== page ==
Story settings and the reader’s mind

For me the setting of any book if it’s pivotal to the story becomes a character in the story.  The reader has to be able to see the setting in the same way they vision the characters.  This means giving enough description to convey a frame work for that character/setting without being to prescriptive and depriving the reader of the fun of having their own vision of what the person/place looks like.

When it comes to settings for my first three books given they’re science fiction the sky’s the limit (literally in some cases).  You can let your imagination go wild and in many cases the wilder the better as long as you can convey something tangible to the reader.  The trick being to give them enough for them to form a picture in their minds that hopefully wows them while at the same time it’s one that works in the context of the story.

With my latest book, Inspector Kirby and Harold Longcoat, A Northumbrian Mystery  (and the two follow-ups nearing completion) the challenge is different and in many ways harder.  For the first time I’m dealing with places that exist (mostly!).  Set in Newcastle and Northumberland these are settings some people will know well, so I need to be true to them.  Even if the reader doesn’t know them they can always look them up on-line.  In this case I need to give a correct impression, again while leaving the reader of the fun of forming their own picture, whether that’s from memory or pure imagination.  After all I’m not writing a tour guide.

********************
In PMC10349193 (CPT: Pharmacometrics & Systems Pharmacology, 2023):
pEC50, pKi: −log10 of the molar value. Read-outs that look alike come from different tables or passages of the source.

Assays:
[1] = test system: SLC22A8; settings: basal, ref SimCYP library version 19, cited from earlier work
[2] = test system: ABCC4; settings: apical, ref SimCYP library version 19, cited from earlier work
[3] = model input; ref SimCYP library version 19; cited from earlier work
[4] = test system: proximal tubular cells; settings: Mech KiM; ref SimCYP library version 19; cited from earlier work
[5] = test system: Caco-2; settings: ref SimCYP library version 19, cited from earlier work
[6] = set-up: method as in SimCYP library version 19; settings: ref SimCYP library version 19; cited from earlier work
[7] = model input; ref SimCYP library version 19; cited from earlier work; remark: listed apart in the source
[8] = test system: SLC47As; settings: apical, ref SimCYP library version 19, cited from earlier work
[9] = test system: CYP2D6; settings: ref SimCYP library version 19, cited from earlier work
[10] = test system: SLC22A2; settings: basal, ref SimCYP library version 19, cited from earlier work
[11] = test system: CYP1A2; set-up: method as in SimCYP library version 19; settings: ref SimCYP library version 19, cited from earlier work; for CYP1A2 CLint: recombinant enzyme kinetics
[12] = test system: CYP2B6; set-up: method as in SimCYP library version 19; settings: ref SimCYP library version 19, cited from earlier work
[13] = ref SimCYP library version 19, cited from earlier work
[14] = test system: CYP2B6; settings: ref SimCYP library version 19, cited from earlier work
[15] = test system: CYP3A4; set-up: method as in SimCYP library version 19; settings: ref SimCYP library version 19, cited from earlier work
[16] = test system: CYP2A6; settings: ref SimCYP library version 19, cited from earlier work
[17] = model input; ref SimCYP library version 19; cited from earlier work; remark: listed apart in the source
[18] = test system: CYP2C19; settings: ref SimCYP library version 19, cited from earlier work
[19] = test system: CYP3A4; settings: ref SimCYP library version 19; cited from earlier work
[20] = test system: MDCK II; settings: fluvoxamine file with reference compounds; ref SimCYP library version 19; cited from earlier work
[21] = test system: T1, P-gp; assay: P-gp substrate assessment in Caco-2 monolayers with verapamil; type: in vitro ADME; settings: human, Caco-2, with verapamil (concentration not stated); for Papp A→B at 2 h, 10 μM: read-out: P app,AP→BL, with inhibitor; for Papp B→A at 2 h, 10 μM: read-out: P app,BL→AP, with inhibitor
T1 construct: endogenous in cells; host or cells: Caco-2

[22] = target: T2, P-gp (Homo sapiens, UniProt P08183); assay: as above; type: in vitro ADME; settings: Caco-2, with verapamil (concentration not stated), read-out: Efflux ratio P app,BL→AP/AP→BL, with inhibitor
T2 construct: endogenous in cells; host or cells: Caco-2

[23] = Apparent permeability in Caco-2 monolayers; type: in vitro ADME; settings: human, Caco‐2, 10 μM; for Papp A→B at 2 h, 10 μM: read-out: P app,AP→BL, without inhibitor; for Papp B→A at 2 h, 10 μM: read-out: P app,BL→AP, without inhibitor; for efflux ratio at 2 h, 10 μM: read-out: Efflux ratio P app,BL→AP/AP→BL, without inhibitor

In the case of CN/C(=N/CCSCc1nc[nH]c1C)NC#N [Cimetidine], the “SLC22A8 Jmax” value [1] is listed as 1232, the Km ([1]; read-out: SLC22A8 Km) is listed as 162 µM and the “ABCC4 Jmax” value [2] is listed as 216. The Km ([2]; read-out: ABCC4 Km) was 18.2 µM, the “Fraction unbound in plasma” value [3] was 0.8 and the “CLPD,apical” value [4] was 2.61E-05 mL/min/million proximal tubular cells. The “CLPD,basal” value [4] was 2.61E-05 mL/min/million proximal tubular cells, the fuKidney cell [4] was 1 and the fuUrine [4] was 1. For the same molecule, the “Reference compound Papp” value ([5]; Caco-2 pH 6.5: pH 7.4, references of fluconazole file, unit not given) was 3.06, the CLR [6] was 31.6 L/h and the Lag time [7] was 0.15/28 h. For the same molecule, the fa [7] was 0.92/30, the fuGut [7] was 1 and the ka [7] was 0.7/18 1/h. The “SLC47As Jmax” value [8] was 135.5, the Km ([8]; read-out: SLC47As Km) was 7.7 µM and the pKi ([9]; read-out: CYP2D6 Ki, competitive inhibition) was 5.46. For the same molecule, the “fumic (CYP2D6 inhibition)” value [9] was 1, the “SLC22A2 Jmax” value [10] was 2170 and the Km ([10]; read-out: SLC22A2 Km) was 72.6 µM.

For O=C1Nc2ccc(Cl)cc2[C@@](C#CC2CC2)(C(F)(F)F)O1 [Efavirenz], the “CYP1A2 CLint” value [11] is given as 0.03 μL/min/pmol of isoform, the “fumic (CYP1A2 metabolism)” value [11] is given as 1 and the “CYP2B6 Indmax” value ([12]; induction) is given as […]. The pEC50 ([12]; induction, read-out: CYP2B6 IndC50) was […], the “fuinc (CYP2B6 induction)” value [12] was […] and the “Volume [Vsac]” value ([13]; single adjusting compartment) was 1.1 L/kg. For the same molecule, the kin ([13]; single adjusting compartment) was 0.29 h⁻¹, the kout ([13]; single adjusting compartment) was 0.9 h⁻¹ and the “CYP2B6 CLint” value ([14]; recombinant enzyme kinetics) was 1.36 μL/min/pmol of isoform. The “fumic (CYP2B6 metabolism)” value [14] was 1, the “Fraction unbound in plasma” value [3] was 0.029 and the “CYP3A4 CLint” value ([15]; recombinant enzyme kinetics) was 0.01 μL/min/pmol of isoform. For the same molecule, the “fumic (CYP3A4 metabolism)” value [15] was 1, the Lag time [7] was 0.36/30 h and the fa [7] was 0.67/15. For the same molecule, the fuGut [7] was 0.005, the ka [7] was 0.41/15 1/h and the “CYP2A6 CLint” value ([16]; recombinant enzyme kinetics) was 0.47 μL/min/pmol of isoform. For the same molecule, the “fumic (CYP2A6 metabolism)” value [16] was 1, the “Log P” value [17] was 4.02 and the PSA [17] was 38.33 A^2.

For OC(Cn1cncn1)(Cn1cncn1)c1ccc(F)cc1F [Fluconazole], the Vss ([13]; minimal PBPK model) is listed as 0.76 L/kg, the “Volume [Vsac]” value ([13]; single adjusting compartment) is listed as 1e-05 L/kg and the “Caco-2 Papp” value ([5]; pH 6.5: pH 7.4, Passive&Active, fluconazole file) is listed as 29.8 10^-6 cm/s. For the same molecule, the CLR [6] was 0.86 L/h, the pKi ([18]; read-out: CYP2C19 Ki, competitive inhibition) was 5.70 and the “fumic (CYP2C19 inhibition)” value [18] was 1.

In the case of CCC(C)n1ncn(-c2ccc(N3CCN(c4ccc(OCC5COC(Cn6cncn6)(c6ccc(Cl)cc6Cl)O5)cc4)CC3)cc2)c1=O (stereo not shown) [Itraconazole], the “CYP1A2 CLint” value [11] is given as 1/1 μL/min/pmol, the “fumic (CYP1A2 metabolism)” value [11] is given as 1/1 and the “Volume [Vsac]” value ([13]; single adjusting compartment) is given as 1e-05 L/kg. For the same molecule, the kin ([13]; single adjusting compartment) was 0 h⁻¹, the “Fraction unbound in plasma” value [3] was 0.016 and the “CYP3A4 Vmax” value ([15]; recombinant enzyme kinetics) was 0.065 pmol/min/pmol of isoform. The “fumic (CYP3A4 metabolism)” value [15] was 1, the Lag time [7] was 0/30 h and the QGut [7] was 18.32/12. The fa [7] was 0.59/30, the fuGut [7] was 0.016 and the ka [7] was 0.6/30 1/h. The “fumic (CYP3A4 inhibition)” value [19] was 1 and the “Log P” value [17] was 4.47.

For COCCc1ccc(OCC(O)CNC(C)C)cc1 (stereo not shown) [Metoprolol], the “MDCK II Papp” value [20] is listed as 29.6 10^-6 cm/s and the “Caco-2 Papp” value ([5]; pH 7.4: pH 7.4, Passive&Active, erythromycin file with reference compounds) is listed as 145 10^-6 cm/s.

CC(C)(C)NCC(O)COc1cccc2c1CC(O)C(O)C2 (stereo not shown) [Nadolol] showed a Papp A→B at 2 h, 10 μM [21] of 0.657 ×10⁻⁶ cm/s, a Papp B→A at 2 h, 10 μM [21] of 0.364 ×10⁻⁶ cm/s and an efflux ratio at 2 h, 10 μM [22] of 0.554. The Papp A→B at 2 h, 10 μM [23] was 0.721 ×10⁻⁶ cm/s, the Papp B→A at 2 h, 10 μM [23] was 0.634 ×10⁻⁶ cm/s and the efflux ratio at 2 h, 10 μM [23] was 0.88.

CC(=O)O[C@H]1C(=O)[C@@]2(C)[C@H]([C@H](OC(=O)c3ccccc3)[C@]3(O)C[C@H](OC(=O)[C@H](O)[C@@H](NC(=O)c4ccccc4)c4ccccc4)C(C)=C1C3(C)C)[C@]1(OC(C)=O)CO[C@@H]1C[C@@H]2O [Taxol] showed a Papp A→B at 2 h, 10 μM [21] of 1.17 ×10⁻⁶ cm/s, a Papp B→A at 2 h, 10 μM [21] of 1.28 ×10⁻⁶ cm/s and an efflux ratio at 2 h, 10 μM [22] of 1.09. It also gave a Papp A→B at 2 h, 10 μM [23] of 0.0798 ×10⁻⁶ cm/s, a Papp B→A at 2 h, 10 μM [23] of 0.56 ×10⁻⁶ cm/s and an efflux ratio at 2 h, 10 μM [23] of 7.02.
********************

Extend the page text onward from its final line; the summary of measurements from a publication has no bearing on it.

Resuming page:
What it’s taught me, which I think is a valuable lesson is to see these (sometimes iconic settings) through the eyes of my characters, to concentrate more on their reactions to them.  They may be places they know well or in the case of my books, thought they knew well and are now seeing them in a very different light.  In doing so I try to describe the emotions and feelings it stirs in them.  Also how it impacts on their memories and feelings they associate with a place.  The fun for me, is that those feelings and emotions will echo my own as many of these are places, locations I also know well.  With one such building Kirby describes it as “looking like a Victorian railway station”, which is how as a student it always struck me.  I hope , to anyone who reads these books those feeling, often of great fondness come through in the writing and even in a few cases leads to a desire to visit a part of England that means so much to me.

So now when I read good fiction  I see how a few well-chosen words can form a substantial picture of a character or a place.  Evoking the emotion and feel of setting is as important as describing its physical characteristics.  Something for me to continue to work on.

As always comments are welcome,

Ian Martyn

Author: Ian Martyn

Science Fiction Writer

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